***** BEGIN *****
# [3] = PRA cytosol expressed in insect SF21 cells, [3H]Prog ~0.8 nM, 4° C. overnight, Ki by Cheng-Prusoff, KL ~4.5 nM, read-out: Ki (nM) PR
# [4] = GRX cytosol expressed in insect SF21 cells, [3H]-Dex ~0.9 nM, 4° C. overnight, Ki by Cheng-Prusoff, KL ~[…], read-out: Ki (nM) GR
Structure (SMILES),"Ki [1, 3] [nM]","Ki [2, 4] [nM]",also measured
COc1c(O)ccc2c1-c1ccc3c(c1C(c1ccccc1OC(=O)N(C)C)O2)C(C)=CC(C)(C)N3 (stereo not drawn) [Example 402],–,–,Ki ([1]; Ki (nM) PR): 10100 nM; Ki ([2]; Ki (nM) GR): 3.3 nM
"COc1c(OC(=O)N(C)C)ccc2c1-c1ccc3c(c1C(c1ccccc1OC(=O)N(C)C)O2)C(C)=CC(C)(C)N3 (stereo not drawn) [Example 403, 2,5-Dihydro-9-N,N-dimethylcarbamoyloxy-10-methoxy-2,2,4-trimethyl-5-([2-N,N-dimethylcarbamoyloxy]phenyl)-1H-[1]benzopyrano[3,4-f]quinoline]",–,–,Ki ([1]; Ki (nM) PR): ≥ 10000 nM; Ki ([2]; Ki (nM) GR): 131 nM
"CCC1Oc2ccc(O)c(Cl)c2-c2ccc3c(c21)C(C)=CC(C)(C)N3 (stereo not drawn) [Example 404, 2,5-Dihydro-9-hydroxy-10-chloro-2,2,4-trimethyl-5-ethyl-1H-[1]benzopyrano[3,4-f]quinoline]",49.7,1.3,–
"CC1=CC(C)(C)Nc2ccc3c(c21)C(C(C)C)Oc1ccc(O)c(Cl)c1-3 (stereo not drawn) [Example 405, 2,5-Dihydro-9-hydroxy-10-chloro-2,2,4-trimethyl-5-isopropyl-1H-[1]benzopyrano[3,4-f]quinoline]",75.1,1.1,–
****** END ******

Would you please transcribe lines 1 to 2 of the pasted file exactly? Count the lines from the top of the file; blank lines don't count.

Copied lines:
# [3] = PRA cytosol expressed in insect SF21 cells, [3H]Prog ~0.8 nM, 4° C. overnight, Ki by Cheng-Prusoff, KL ~4.5 nM, read-out: Ki (nM) PR
# [4] = GRX cytosol expressed in insect SF21 cells, [3H]-Dex ~0.9 nM, 4° C. overnight, Ki by Cheng-Prusoff, KL ~[…], read-out: Ki (nM) GR